From Refugee to Graphic Novelist — A Story Four Decades in the Making
WHY YOU SHOULD CARE
Because as America turns away from the immigrants who created it, it’s time to embrace their stories.
By Fiona Zublin
Think about the person you were 12 years ago. Close your eyes: What did you want? Who did you think you were? What story did you want to tell? Would your answers be the same today?
For Thi Bui, 12 years is how long it took to get the story she wanted to tell where it needed to be. And now, at 42, she’s published her first graphic novel, The Best We Could Do, a far-ranging illustration of her family’s life in Vietnam, their refugee journey to the United States, and her life building her own Vietnamese-American family.
“It was like working on a submarine,” she says of the decade-plus she spent on her first book. “It was really liberating because no one knew me. There was no pressure of making something really good other than my own pressure on myself.” In 2010, Bui’s creative project — begun five years earlier as a graphic novel despite zero training in the art form — caught a break in the form of a comics residency at the Atlantic Center for the Arts. Bui was one of eight writers working on long-form projects who received feedback from celebrated comic artist Craig Thompson (award-winning author of Blankets and Habibi). By 2014 she took a leave of absence from her day job as a public high school teacher to focus on her novel, and today she’s fully on the author train: She illustrated a children’s book by Vietnamese-American artist and activist Bao Phi — whose family came over from Vietnam around the same time hers did — and has already started conceptualizing her next book.
As she finished up the manuscript ahead of its spring 2017 publication, Bui thought she’d be drawing parallels between the ongoing Syrian refugee crisis and that which brought her family to the States. But now, she says, immigrant stories have taken on a different cast, with the politics of migration retreating 30 years. “I didn’t realize we were going to go back to the early 1980s, where immigrants are being demonized and treated as something we need to be afraid of,” she says.
I think she needed to live those four full decades to experience — I’d even say EARN — such a deeply resonating story.
Terry Hong, Smithsonian BookDragon
Like its ideological predecessors Maus and Persepolis, graphic novels that also tell autobiographical, multigenerational stories of migration in times of disaster, The Best We Could Do delves into the relationship between parents and children, how it shifts over time and across cultures. In fact, Bui says her self-training started with reading both books, exposing herself to the artistic style bit by bit, redrawing pages again and again as the structure and story became more articulated and streamlined. She began printing out chapters of what would become The Best We Could Do one at a time and shopping them at zine fests.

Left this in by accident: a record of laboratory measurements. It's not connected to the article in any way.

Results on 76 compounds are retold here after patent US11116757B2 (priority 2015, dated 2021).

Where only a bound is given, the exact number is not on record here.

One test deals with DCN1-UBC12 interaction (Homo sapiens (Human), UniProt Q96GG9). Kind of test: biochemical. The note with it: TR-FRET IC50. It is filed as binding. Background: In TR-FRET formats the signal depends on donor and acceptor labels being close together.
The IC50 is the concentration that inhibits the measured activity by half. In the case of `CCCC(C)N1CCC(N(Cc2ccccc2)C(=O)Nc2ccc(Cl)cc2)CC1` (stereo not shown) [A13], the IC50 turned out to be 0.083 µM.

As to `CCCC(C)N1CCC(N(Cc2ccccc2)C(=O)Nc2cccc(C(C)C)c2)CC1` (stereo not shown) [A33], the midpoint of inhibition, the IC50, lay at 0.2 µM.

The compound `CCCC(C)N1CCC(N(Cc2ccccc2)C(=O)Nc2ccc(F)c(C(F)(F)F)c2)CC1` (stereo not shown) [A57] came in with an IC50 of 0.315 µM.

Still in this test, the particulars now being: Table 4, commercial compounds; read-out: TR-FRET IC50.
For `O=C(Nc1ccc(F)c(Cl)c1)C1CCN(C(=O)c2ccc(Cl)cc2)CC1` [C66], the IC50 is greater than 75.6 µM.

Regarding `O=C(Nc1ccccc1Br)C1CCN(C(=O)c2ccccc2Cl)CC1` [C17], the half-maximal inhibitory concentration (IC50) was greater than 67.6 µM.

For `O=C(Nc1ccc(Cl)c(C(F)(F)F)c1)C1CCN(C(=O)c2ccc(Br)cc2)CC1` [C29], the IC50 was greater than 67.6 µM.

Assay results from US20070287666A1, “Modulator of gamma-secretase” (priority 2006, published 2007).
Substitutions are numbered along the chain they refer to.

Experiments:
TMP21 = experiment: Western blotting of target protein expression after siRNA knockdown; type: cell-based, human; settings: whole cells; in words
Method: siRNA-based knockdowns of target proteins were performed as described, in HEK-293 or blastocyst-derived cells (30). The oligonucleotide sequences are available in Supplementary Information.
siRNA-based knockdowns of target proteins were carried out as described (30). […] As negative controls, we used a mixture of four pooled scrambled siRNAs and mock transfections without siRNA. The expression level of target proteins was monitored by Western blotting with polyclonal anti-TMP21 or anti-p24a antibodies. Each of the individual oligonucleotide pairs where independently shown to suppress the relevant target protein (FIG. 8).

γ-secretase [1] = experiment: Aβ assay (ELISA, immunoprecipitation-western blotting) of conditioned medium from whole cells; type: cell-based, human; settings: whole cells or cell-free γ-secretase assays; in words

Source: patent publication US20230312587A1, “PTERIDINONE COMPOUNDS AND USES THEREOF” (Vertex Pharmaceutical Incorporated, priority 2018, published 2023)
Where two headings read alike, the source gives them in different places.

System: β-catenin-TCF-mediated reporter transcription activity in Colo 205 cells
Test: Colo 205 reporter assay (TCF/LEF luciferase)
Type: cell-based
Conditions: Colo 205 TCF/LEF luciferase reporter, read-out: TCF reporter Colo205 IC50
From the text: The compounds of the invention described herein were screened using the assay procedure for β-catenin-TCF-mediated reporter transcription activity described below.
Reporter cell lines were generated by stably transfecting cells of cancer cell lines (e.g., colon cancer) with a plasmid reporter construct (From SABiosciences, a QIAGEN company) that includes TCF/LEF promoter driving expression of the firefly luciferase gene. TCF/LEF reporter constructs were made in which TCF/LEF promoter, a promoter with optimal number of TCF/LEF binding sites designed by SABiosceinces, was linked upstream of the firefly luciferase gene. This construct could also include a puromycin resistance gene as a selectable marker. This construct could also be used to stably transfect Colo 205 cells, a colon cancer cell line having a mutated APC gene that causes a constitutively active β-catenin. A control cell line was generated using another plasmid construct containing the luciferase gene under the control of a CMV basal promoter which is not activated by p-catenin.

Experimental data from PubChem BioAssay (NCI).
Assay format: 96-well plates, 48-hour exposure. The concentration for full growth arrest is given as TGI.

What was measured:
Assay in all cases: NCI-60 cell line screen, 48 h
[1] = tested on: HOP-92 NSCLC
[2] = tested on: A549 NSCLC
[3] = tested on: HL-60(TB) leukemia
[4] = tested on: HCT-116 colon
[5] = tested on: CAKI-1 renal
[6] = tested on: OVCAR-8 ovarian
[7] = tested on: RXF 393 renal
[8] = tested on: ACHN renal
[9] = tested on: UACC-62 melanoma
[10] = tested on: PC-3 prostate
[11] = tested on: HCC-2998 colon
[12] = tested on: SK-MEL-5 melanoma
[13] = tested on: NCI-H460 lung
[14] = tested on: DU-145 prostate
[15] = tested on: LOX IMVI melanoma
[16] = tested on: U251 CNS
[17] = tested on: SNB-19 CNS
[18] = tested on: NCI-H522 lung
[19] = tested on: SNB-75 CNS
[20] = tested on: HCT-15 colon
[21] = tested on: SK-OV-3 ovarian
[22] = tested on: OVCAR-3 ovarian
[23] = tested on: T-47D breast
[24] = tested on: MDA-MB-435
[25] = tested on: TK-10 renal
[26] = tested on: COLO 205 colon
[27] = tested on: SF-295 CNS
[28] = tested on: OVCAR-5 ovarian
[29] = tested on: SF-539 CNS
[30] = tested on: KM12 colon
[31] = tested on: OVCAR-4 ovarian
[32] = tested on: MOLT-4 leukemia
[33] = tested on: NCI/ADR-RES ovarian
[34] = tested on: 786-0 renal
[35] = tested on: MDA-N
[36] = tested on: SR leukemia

Reading the book as a whole, it’s hard to imagine meting it out chapter by chapter. The story rambles and sweeps over decades as it traces her family’s history in Vietnam, amid shifting loyalties and the hardships of poverty and violence, and then their difficult transition to America — and the process, familiar to everyone, of becoming an adult and renegotiating your relationship with your parents. Terry Hong, who created Smithsonian BookDragon, a blog for the Smithsonian Asian Pacific American Center, attributes some of the book’s insight and intelligence to the time it took Bui to write it. “I think she needed to live those four full decades to experience — I’d even say EARN — such a deeply resonating story,” Hong says. “If she’d written the book in her 20s, or even early 30s, the depth of her relationship with her parents — as parents and as individuals with lives beyond being her mother and father and even beyond being husband and wife — couldn’t possibly have been there since those experiences hadn’t yet happened.”
— Thi Bui (@MsThiBui) June 7, 2016
Bui’s teaching background means she knows how little focus is given to Vietnam in American high schools, that it often gets glossed over in history classes as students come up on end-of-the-year exams. But Kenneth Carano, a professor at Western Oregon University who’s researched graphic novels in the classroom, says his data indicates that books like The Best We Could Do may be a singularly effective way to introduce students to that history. “Graphic novels have potential for a very humanizing effect for students if it’s taught and used properly,” Carano says. “It’s the visuals, the facial expressions, the thought bubbles. If you combine this with other sources, secondary sources, it has a profound effect.”
To be sure, Bui’s not the first person to tell a story of being a refugee from Vietnam. In fact, through the book, she’s found a new community of Vietnamese-American authors. Their work is varied, their stories unique, but in July a group that gathered for the first Asian American Literature Festival at the Smithsonian found themselves unexpectedly sharing a dorm room with five beds squeezed into it. “It was amazing to meet them this way because it was like we were all reliving our refugee pasts,” she says. “We all spent the third night telling ghost stories.”
While Bui insists she’s finished with memoir forever, her next project will also be about Vietnam. Still drawn to nonfiction — and inspired by Vietnamese podcasts she listened to for hours while finishing The Best We Could Do — she began to consider a project about climate change in the Mekong Delta. Stories of environmental devastation, like refugee stories, don’t come with tidy endings, meaning it’s inherently difficult to satisfy the reader — without lying. But Thi Bui, a novelist decades in the making, has some storytelling experiments in mind. Not every comic book has to have a happily ever after.